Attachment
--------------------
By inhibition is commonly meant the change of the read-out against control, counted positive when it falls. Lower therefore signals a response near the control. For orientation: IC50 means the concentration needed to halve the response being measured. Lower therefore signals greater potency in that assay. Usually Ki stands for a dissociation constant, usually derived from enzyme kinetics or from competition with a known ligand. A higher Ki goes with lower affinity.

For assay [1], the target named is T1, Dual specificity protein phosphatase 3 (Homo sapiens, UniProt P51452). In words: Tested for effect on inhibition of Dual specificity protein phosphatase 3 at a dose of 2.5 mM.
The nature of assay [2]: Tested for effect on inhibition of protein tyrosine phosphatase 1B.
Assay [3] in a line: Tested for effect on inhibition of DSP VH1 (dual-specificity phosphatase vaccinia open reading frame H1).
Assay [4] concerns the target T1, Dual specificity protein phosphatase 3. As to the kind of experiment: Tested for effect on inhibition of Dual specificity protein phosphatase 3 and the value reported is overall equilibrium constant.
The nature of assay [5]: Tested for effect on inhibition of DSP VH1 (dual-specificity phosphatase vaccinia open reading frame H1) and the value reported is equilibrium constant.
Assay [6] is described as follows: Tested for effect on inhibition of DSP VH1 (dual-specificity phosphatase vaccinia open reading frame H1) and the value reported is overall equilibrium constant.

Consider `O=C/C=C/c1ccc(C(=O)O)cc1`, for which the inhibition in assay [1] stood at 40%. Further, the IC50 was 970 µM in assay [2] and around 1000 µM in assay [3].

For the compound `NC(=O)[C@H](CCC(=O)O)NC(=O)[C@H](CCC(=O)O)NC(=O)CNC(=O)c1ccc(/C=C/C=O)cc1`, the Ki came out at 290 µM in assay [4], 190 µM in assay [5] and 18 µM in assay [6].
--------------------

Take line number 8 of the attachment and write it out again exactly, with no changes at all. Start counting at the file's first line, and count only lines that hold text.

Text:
Consider `O=C/C=C/c1ccc(C(=O)O)cc1`, for which the inhibition in assay [1] stood at 40%. Further, the IC50 was 970 µM in assay [2] and around 1000 µM in assay [3].